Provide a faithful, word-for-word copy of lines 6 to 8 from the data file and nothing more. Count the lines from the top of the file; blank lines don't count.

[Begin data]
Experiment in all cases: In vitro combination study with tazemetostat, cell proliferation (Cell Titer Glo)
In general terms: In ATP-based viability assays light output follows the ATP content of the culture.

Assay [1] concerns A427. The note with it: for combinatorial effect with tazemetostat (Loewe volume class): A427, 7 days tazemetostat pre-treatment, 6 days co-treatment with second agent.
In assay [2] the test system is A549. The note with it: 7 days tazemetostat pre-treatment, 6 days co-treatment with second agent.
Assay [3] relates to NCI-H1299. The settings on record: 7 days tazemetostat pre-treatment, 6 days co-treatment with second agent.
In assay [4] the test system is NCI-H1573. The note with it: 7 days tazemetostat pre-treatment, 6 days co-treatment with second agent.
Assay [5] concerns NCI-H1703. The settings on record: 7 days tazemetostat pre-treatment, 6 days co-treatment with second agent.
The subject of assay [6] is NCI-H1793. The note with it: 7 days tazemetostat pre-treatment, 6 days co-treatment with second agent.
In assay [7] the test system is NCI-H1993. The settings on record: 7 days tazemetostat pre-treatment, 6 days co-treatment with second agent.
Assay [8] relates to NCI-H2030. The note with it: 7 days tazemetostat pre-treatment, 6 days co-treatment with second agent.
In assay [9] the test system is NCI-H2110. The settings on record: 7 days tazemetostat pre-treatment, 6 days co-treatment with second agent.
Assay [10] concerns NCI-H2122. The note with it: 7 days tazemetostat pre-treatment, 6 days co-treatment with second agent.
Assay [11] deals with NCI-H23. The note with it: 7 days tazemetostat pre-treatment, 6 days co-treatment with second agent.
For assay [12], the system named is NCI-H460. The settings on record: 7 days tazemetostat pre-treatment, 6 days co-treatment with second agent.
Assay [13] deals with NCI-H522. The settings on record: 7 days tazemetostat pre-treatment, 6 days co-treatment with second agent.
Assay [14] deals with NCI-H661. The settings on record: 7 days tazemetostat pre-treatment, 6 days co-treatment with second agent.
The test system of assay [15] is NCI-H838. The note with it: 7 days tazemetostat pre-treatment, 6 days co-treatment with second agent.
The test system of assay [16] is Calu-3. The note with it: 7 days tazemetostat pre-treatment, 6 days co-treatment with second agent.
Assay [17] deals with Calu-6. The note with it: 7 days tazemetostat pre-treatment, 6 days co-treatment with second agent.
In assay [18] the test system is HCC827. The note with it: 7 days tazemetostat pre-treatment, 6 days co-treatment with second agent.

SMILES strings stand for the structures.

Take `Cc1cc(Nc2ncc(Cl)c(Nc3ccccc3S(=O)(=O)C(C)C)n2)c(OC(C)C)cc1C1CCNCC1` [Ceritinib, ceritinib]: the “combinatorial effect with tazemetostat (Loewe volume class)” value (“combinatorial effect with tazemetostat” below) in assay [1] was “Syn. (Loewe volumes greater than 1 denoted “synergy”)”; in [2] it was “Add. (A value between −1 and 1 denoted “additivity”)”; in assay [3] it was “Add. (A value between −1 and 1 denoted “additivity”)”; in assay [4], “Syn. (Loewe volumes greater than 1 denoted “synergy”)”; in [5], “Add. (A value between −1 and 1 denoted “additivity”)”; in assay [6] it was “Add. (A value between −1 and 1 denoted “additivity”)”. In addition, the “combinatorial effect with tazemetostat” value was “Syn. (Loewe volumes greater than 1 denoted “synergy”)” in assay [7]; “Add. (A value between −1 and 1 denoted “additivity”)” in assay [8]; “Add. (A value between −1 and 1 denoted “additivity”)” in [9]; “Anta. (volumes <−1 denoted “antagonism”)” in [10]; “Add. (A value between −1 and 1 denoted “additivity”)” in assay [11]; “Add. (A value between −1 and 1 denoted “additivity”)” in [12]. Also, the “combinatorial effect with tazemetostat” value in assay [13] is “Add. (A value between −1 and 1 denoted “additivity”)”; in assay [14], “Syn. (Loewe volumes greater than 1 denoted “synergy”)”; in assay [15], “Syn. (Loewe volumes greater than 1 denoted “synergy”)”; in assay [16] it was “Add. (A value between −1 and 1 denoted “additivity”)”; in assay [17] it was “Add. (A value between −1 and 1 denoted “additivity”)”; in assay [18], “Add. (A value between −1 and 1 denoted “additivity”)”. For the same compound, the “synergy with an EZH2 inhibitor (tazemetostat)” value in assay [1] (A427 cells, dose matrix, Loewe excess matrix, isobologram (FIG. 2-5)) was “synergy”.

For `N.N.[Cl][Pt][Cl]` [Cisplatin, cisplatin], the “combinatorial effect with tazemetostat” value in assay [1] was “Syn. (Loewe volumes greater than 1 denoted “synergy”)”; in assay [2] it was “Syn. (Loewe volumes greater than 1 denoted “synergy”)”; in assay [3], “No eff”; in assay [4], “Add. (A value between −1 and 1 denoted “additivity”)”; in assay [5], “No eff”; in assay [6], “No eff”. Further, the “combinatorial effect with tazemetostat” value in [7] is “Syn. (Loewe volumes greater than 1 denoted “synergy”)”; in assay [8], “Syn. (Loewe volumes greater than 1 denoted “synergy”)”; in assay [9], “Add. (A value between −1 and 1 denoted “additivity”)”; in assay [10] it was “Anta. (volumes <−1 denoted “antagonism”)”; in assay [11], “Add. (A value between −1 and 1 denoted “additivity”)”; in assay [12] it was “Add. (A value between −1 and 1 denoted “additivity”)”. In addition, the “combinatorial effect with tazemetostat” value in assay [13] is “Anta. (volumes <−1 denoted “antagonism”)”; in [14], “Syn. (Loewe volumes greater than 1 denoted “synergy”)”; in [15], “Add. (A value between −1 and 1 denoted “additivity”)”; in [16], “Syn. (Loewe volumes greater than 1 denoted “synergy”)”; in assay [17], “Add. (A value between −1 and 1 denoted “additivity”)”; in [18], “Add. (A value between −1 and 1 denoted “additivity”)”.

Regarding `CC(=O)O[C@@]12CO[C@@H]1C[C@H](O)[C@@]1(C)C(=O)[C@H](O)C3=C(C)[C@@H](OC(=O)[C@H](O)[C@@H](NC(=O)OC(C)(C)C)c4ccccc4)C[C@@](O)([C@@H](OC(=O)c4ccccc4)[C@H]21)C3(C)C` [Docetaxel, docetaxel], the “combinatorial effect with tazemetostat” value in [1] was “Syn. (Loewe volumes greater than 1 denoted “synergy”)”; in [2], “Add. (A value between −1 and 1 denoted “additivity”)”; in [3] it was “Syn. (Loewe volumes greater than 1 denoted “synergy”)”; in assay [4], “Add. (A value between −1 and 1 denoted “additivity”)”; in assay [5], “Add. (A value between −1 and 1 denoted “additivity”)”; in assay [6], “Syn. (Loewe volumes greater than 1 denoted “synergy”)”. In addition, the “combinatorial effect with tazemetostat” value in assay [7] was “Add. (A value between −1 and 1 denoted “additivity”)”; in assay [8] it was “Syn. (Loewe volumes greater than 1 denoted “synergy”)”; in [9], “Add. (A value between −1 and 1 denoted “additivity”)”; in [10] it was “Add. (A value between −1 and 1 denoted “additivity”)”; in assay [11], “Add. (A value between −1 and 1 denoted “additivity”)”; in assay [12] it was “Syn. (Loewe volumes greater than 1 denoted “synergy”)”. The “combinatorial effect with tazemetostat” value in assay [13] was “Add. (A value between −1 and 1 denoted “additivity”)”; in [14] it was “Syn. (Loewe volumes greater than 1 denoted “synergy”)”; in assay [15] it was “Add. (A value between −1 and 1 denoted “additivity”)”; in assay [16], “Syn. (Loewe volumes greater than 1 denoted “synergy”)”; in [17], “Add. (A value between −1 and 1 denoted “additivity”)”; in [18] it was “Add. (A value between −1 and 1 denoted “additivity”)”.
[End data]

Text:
In assay [4] the test system is NCI-H1573. The note with it: 7 days tazemetostat pre-treatment, 6 days co-treatment with second agent.
Assay [5] concerns NCI-H1703. The settings on record: 7 days tazemetostat pre-treatment, 6 days co-treatment with second agent.
The subject of assay [6] is NCI-H1793. The note with it: 7 days tazemetostat pre-treatment, 6 days co-treatment with second agent.